While visiting America in 1994, I was told that a pastor had gone on a revival campaign. I was initially confused by the term ‘revival campaign’, but later found out that a ‘revival campaign’ is a preaching tour with evangelism the focus. So, what is a revival? In the strict sense, a revival is when God comes down in power, visiting His people in a special and unique manner. This is when the church (the people of God) is brought back to the Lord Jesus in full sincerity, seeking repentance and committing to live a holy life under His Lordship.
In the 1866 edition of the Sword and Trowel magazine, C. H. Spurgeon defined revival: ‘The word revive … may be interpreted thus—to live again, to receive again a life which has almost expired; to rekindle into a flame the vital spark which was nearly extinguished.’ The article then says, ‘Notice the condition for revival. You can only revive something that was once healthy. While I agree that we need a new revival in our churches to sweep the land, something needs to come first.’ Later in the article, the writer says that revival can only come after reformation.
So, what is Reformation? The focus of the Protestant Reformation was a return to the Bible as the absolute authority of God. What the church needs today more than anything else is a ‘new reformation’. We don’t need to redo the Protestant Reformation … but we need to return to the authority of the Scriptures as the sole rule for life, church, family, marriage, career, politics, etc. Before revival must come reformation as a church and as individuals where we return to live under the Word of God, truly believing the Word to be fully of God without error and contradiction, God’s fully inspired rule for our lives. We must prove this belief through changing our behaviour (living according to God’s way), our mindset (where our thoughts and desires and plans allow our worldview to be based upon God’s Word) and our desires (where a passion for holiness becomes a top priority). Then, the church and Christians will be ready for revival … for God coming in great power by His Spirit. Revival cannot come without reformation.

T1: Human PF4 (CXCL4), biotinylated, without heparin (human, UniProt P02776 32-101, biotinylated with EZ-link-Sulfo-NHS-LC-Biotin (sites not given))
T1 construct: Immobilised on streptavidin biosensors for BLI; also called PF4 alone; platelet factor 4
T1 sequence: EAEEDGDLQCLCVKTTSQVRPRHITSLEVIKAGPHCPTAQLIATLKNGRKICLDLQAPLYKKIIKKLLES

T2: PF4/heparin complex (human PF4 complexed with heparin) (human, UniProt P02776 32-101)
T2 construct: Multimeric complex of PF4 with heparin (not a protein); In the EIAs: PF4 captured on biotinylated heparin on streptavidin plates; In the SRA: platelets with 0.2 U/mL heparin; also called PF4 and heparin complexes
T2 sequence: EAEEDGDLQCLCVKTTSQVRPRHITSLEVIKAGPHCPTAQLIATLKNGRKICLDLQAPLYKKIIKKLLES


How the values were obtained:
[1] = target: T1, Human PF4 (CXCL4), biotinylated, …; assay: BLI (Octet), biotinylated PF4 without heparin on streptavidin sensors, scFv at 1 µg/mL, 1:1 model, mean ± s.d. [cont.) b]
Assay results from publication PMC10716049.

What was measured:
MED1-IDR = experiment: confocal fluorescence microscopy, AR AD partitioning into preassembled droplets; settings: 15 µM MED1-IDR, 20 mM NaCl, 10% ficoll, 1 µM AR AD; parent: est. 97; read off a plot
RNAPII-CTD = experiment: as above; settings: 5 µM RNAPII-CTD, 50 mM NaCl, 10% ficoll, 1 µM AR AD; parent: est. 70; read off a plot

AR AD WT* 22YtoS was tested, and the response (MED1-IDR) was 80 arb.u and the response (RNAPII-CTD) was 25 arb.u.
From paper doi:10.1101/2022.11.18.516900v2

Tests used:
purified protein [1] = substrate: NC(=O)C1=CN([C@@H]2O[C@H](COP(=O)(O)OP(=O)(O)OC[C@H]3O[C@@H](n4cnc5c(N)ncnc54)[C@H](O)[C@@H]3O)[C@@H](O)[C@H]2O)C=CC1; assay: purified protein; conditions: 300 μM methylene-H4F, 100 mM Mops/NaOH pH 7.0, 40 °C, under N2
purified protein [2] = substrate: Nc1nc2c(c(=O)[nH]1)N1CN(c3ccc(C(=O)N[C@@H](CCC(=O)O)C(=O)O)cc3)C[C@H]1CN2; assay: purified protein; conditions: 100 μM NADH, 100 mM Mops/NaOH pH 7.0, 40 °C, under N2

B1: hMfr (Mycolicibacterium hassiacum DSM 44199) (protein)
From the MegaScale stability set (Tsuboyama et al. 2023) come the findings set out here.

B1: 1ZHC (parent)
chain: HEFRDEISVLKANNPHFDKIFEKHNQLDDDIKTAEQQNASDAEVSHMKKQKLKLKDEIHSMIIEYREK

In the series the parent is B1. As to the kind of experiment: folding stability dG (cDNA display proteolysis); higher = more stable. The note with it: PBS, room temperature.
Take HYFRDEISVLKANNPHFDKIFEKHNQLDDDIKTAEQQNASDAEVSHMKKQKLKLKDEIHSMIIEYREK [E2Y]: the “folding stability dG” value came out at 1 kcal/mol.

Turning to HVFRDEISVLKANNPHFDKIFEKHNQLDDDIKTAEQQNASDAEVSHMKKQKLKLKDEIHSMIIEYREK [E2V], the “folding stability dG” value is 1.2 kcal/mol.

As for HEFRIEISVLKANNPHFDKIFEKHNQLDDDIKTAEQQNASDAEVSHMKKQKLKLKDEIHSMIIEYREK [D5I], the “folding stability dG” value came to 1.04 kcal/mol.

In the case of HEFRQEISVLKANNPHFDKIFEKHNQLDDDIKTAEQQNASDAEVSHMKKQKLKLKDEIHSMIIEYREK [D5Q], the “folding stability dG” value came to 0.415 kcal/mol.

Through Jeremiah, God spoke to a people who had strayed:
Jer 7:1 This is the word that came to Jeremiah from the LORD: 2 ‘Stand at the gate of the LORD’S house and there proclaim this message: ”Hear the word of the LORD, all you people of Judah who come through these gates to worship the LORD. 3 This is what the LORD Almighty, the God of Israel, says: Reform your ways and your actions, and I will let you live in this place. 4 Do not trust in deceptive words and say, ‘This is the temple of the LORD, the temple of the LORD, the temple of the LORD!’ 5 If you really change your ways and your actions and deal with each other justly, 6 if you do not oppress the alien, the fatherless or the widow and do not shed innocent blood in this place, and if you do not follow other gods to your own harm, 7 then I will let you live in this place, in the land I gave your forefathers for ever and ever. 8 But look, you are trusting in deceptive words that are worthless.”‘
See that? The call is for personal and corporate reform and this reform is a return to God through obedience to Biblical principles! Then there is Jeremiah chapter 26:
Jer 26:12 Then Jeremiah said to all the officials and all the people: ‘The LORD sent me to prophesy against this house and this city all the things you have heard. 13 Now reform your ways and your actions and obey the LORD your God. Then the LORD will relent and not bring the disaster he has pronounced against you.’
Again, the reformation is a personal and corporate calling for obedience to the true God. Once this happens, God will relent and disaster will be avoided. However, the Israelites would not reform, and God fulfilled His commitment to send them into exile. By the time we get to Ezra and the return from exile, we find godly men who are committed to the Word of God, ready to lead people back to God … setting the platform for revival.
The Great Awakening was a religious revival that impacted the English colonies in America during the 1730s and 1740s. It was a time where many preachers and people had reformed their ways and sought nothing other than the glory of God in their lives and in their places of worship. In his journal, George Whitefield writes: ‘As I was riding out of town, a gentleman met me, and with tears said: “I have never felt God’s presence in the sanctuary like this before; it had been a blessed time for my soul.”‘ In other places, he write of how, without coercion, whilst he was preaching, people were cut by the Word of God, falling in agony to the floor because of sin. On one occasion, a boy of 8 was crying bitterly. After the sermon, Whitefield asked the boy why he was crying. The boy responded: ‘My sin.’
In the wake of revival, the church is cleaned up radically, where people return to God and separate themselves from the things of the world and the flesh … but at the same time, God uses revival to graciously bring many people into His Kingdom.
Now, is it possible for man to usher in revival? The answer is both yes and no. Yes, in that we can usher in revival through genuine reformation; through leaving our sins, even those petty, repetitive sins. No, in that true revival is all of God. He and He alone is the one who controls spiritual awakenings … but when His people return to Him and reform their ways, He is more likely to bring spiritual revival to individuals and churches! Apart from personal reformation, true, intelligent, heart wrenching prayer to God for self and the church is required.
Dear God, graciously help me to reform myself through taking and loving and using Your Word in a new and exciting way that transforms my heart, life and behaviour. Lord, please send a revival to Your church, causing Your people to be passionate for Your Word. O God, please hear my plea. In Jesus Name, Amen.